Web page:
"Access to the rivers is very limited unless you know someone," acknowledged the biologist. But there are other hunting options. "There is some fair to good hunting on Canadas at the Clear Creek Wildlife Management Area east of Lewellen, and hunters take a few mallards there from the goose pits. Lake McConaughy can be good for both ducks and geese at times for those hunters who know how to hunt the big reservoir.
"Sutherland also offers hunting on both ducks and geese and there is lesser success on the other southwest reservoirs such as Enders, Red Willow, Swanson, Medicine Creek and Elwood," Nelson said.
Nelson says he's addicted to hunting greenheads and has a "secret" spot on the South Platte, which has been very kind to him and his hunting partners.
Access to the rivers themselves is pretty much limited to leasing land for a blind or knowing someone who owns property you can hunt. There are also a few hunters along the river who take in day-hunters for a fee.
Kevin Hennecke of Wymore is one of the guides who run a pay-to-hunt setup just north of big Lake McConaughy. He says most of his action is on Canadas.
"I have three pits in a field setup, and of course most of shooting comes on Canadas, but we do take some mallards," he said. "I've hunted the North Platte from Lisco to Lake Ogallala and have had some great hunts on both greenheads and Canadas."
Hennecke can be reached by phone at (402) 645-8223 or by e-mail at email@example.com
Another person who caters to hunters is Tim Holzfaster of Paxton. He owns and operates a historic watering hole and steak house in Paxton - Ole's Big Game Bar. Holzfaster bought the business and over 200 trophy animals that Ole Herstedt collected over the years
and displayed in the bar. It became one of the most unusual farm-town taverns in America and attracted quite a few notable people, like the boxer Jack Dempsey who came to hunt and swap stories with Herstedt. Actors such as Robert Duvall and Amanda Blake (Gunsmoke's Miss Kitty) were among those who stopped to see the unusual bar and the man behind it.
Holzfaster bought the bar from Ole in 1988, and it continues to be the town's No. 1 tourist attraction. The new owner also enjoys hunting and fishing and has a motel and hunting lodge as well as the bar.
"We offer duck and goose hunting on the South and North Platte rivers," he said. "We also have two licensed, controlled shooting areas for pheasants and offer hunts for wild birds as well."
Holzfaster's hunting lodge and operation is called Ole's Prairie Ridge. For details, check the Web site - olesprairieridge.com, or call (308) 239-4719; e-mail firstname.lastname@example.org.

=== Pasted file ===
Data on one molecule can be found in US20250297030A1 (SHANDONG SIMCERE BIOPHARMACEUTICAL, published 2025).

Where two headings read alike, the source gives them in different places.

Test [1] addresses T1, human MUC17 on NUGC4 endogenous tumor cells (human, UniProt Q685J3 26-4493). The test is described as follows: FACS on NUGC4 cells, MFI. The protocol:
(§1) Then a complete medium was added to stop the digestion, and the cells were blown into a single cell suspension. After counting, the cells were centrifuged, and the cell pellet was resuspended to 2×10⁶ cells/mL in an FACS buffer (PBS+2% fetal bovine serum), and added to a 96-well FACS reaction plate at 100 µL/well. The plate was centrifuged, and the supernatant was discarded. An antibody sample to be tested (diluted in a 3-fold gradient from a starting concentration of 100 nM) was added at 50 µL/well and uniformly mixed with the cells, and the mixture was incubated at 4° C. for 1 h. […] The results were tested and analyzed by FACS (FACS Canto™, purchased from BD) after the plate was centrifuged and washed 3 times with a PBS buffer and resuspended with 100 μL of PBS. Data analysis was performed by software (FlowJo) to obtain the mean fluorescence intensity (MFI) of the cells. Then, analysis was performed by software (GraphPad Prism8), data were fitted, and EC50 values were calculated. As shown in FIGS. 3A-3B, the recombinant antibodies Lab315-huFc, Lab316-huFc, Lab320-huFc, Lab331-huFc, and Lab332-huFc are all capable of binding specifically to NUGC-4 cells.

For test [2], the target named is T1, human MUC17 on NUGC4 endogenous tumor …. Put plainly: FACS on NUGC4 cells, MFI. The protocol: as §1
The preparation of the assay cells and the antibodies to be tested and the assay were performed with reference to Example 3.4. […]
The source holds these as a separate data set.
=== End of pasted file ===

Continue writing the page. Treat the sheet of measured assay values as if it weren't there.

Many of the hunters along the rivers have hunted the same area for years and many have been in the family for two or three generations, says Daylan Figgs, district wildlife supervisor for the NGPC at Kearney.
"The Platte in my district runs from Cozad to about Central City, and like elsewhere along the river the birds will concentrate on the refuges, private ponds and sloughs where hunting isn't allowed or is very limited by the landowner," Figgs said.
There are three or four major areas in the district where the bird numbers get fairly high. There is usually a big buildup of Canada geese in the Kearney area at a sand pit lake called Grandpas, which is closed to hunting by the owner. Duck and goose numbers also build up on the Lillian Annette Rowe Wildlife Sanctuary south of Kearney and the Crane Meadows Nature Center near Grand Island.
Figgs said there are a few public hunting areas along the river that can serve up some action. "The Cozad, Blue Hole, East Odessa and Martin's Reach areas all have river access, but I suggest hunting them during the middle of the week because of the hunting pressure. Be prepared to haul gear fairly long distances."
Jim Hurt of Kearney, who retired as a district representative of Ducks Unlimited four years ago, has hunted the Platte and North Platte for over 30 years. He says it usually offers good hunting, but last year was different.
"I hunt the Platte not far from town and have for years," he said. "Normally we have good hunting, but it was a bummer last year. We normally bag anywhere from 100 to 200 greenheads a season and last year we got something like 25 - the birds just didn't come into the area like they usually do."
Public access to the river in central Nebraska can be difficult if you don't have an "in" with someone. "You basically have to own the land, lease it, marry into it or have a good friend who will invite you on a few hunts," Hurt said. "It used to be that you could lease a hunting spot for a couple hundred dollars, but like everything else the price has gone up."
Hunting the Platte and maintaining a blind or pit can take a lot of time and effort. It involves hauling blind-building material to the river, often across a channel or two. Most hunters use anywhere from 50 to 200 duck decoys as well as two or three dozen (or more) Canadas. Some use floaters as well as full-bodied field decoys.